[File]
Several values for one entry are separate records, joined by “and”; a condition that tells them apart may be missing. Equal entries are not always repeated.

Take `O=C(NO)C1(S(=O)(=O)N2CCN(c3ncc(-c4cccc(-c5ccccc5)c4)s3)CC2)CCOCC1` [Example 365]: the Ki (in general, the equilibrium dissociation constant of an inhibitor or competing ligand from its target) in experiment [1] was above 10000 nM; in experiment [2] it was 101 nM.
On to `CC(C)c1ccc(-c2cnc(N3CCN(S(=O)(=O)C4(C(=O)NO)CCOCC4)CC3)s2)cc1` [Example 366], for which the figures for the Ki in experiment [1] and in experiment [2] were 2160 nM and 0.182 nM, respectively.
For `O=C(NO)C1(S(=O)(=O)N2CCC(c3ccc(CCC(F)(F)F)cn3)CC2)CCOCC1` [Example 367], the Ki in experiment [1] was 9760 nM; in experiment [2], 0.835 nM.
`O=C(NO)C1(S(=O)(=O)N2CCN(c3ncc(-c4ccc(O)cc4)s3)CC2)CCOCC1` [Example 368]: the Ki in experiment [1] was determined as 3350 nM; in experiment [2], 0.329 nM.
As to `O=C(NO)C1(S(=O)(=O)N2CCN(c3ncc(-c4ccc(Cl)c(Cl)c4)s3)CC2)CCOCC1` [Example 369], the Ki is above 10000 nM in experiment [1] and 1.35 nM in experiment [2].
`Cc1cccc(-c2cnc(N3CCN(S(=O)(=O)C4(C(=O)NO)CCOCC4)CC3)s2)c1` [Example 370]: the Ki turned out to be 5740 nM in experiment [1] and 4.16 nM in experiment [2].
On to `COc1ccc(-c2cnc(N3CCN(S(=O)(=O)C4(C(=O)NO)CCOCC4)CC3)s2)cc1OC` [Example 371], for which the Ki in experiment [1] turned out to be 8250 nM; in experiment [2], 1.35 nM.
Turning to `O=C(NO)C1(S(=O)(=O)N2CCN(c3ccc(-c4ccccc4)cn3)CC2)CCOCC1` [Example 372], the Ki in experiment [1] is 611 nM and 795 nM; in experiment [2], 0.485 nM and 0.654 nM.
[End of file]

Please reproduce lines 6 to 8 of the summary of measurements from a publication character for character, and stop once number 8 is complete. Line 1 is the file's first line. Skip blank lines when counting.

As to `O=C(NO)C1(S(=O)(=O)N2CCN(c3ncc(-c4ccc(Cl)c(Cl)c4)s3)CC2)CCOCC1` [Example 369], the Ki is above 10000 nM in experiment [1] and 1.35 nM in experiment [2].
`Cc1cccc(-c2cnc(N3CCN(S(=O)(=O)C4(C(=O)NO)CCOCC4)CC3)s2)c1` [Example 370]: the Ki turned out to be 5740 nM in experiment [1] and 4.16 nM in experiment [2].
On to `COc1ccc(-c2cnc(N3CCN(S(=O)(=O)C4(C(=O)NO)CCOCC4)CC3)s2)cc1OC` [Example 371], for which the Ki in experiment [1] turned out to be 8250 nM; in experiment [2], 1.35 nM.